About Uzbekistan

Tashkent metro - beautiful and impressing
05 December 2017

Tashkent metro map (scheme)

They started to build Tashkent metro in 1968 as part of city renovation program after the earthquake. The first line of 9 stations opened in 1977 and the metro became only the sixth in the USSR (after Moscow, Leningrad, Kiev, Tbilisi, Baku and Kharkov), but it the first until 2011 (when the Almaty Metro opened) in Central Asia. But the late start was compensated by rapid growth: by length of its three lines Tashkent metro (36 km, 29 stations) is less only comparing to Moscow, Petersburg, Kiev and Kharkov. Today the Tashkent underground has the "red" Chilanzar line (1977, the last stations built in 1980), the "blue" Uzbekistan line (1984-1991) and the "green" Yunusabad line (2001). Sadly, no new stations opened for the last 16 years and none was completely built in independent Uzbekistan.

Typical entrance to Tashkent metro with the police officer to check bags. 'Gafur Gulom' station entrance
At the entrance of each station there is a police officer (often under a special umbrella to protects from sun or rain) in the green uniform checking the bags as a security measure. To have a ride in Metro you will need to purchase a blue token (costing 1200 sum, less than 15 cents) at a ticket office marked by word ‘KASSA’. After you enter the glass doors just before the old Soviet turnstiles there would be another police checkpoint with metal detector and a special table, where they usually make a more thorough search of the bags. This is a standard procedure for all, officers always very polite, apologise for nuisance and wish a happy journey.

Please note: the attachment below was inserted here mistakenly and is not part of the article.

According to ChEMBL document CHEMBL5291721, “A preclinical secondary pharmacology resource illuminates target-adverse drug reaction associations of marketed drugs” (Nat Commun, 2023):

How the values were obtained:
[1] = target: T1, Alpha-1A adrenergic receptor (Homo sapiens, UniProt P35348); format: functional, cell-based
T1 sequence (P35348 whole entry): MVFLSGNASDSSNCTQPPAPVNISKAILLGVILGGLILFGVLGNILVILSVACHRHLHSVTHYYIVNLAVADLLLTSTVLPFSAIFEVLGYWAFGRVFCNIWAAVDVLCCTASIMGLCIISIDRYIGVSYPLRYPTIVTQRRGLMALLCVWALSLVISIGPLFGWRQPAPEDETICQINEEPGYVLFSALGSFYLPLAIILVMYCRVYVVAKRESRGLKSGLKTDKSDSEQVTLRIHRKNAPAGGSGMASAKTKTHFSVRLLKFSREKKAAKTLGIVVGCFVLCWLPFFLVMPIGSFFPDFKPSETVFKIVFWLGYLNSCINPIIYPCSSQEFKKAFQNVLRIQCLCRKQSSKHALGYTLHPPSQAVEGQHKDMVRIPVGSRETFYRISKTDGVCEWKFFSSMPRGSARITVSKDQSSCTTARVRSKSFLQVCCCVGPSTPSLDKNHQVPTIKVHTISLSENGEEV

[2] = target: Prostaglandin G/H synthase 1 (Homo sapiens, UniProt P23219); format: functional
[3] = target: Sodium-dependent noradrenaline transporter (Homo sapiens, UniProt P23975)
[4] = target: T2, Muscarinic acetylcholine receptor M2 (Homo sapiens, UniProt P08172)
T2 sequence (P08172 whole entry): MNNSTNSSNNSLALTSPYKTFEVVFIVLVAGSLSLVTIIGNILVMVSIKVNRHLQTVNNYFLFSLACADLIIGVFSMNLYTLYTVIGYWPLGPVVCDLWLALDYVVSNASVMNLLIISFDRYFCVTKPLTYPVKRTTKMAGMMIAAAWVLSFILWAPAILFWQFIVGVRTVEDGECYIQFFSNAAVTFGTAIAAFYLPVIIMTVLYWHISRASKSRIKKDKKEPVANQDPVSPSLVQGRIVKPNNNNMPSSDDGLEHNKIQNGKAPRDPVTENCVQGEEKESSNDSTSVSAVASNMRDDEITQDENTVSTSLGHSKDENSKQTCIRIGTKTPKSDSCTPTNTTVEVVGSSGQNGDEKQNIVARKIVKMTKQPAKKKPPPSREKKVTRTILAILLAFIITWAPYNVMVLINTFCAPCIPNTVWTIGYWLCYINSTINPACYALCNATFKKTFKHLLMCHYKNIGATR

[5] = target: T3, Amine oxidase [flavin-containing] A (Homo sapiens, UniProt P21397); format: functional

Metro tokens
Taking photos once inside Metro is strictly prohibited. Tourists still manage to take photos but they do risk being caught and taken to the police station for further checks.

Tashkent metro has the same trains as in most of the former USSR, they are built in Russia by Metrovagonmash. Each train has 4 cars and they run with a very large intervals, an average of 7-9 minutes between trains, and at peak times around 4 minutes, although it is not that long compared to 12-minute intervals in the Almaty metro.

train in Tashkent metro
Passenger traffic of the Tashkent metro is steadily declining, having fallen almost threefold since Soviet times (up to 150 thousand people a day). Overall, it doesn’t seem neither very empty nor very busy: it's less busy than in Kiev and Minsk, but more crowded than in Nizhny Novgorod or Alma-Ata.

All announcements are done in Uzbek, but they are generally easy to understand from the context. The station is "bekati" in Uzbek, and when the train approaches the station the announcement played about approaching station. When leaving the station they announce the name of the next station. Despite the use of Uzbek for signs and announcements, the system is easy to use, and well enough signposted that you hardly need a map. If you listen as the train doors are about to close, you’ll hear the name of the next station at the end of the announcement: ‘Ekhtiyot buling, eshiklar yopiladi; keyingi bekat…’ (‘Becareful, the doors are closing; the next station is…’). As you can see, the cars look rather old-fashioned. There is some advertising at stations and in the cars, but not very much.